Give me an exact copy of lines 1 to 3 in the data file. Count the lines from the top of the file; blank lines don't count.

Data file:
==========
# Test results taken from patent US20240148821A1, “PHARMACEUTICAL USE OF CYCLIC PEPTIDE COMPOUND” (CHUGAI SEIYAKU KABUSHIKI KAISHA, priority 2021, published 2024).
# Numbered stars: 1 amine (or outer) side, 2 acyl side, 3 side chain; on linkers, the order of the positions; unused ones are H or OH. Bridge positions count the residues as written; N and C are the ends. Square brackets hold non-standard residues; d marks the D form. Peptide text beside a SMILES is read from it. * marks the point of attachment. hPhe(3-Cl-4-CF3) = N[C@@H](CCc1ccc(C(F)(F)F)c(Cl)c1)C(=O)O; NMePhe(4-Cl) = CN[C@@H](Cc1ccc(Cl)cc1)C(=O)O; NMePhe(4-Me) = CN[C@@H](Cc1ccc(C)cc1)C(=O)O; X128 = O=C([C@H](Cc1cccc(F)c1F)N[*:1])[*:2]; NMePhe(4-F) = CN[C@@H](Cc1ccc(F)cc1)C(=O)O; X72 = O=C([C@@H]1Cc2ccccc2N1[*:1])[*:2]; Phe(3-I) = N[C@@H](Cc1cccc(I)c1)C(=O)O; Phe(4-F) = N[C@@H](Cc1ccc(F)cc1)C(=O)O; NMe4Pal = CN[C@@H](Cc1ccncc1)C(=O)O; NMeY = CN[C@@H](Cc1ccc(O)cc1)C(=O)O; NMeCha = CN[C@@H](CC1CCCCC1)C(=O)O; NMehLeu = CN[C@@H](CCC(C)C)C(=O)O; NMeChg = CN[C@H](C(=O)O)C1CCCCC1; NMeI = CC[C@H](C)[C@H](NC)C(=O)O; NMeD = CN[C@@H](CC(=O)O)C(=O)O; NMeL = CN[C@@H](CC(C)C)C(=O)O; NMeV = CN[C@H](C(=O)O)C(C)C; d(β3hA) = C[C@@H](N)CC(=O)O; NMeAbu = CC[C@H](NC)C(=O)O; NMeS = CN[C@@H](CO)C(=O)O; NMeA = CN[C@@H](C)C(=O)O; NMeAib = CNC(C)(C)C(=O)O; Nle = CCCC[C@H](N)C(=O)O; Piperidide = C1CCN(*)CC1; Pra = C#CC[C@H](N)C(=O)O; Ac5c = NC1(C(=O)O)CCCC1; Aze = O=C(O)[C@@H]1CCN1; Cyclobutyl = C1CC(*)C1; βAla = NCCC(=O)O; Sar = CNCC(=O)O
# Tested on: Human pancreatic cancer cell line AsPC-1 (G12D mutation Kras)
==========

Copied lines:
# Test results taken from patent US20240148821A1, “PHARMACEUTICAL USE OF CYCLIC PEPTIDE COMPOUND” (CHUGAI SEIYAKU KABUSHIKI KAISHA, priority 2021, published 2024).
# Numbered stars: 1 amine (or outer) side, 2 acyl side, 3 side chain; on linkers, the order of the positions; unused ones are H or OH. Bridge positions count the residues as written; N and C are the ends. Square brackets hold non-standard residues; d marks the D form. Peptide text beside a SMILES is read from it. * marks the point of attachment. hPhe(3-Cl-4-CF3) = N[C@@H](CCc1ccc(C(F)(F)F)c(Cl)c1)C(=O)O; NMePhe(4-Cl) = CN[C@@H](Cc1ccc(Cl)cc1)C(=O)O; NMePhe(4-Me) = CN[C@@H](Cc1ccc(C)cc1)C(=O)O; X128 = O=C([C@H](Cc1cccc(F)c1F)N[*:1])[*:2]; NMePhe(4-F) = CN[C@@H](Cc1ccc(F)cc1)C(=O)O; X72 = O=C([C@@H]1Cc2ccccc2N1[*:1])[*:2]; Phe(3-I) = N[C@@H](Cc1cccc(I)c1)C(=O)O; Phe(4-F) = N[C@@H](Cc1ccc(F)cc1)C(=O)O; NMe4Pal = CN[C@@H](Cc1ccncc1)C(=O)O; NMeY = CN[C@@H](Cc1ccc(O)cc1)C(=O)O; NMeCha = CN[C@@H](CC1CCCCC1)C(=O)O; NMehLeu = CN[C@@H](CCC(C)C)C(=O)O; NMeChg = CN[C@H](C(=O)O)C1CCCCC1; NMeI = CC[C@H](C)[C@H](NC)C(=O)O; NMeD = CN[C@@H](CC(=O)O)C(=O)O; NMeL = CN[C@@H](CC(C)C)C(=O)O; NMeV = CN[C@H](C(=O)O)C(C)C; d(β3hA) = C[C@@H](N)CC(=O)O; NMeAbu = CC[C@H](NC)C(=O)O; NMeS = CN[C@@H](CO)C(=O)O; NMeA = CN[C@@H](C)C(=O)O; NMeAib = CNC(C)(C)C(=O)O; Nle = CCCC[C@H](N)C(=O)O; Piperidide = C1CCN(*)CC1; Pra = C#CC[C@H](N)C(=O)O; Ac5c = NC1(C(=O)O)CCCC1; Aze = O=C(O)[C@@H]1CCN1; Cyclobutyl = C1CC(*)C1; βAla = NCCC(=O)O; Sar = CNCC(=O)O
# Tested on: Human pancreatic cancer cell line AsPC-1 (G12D mutation Kras)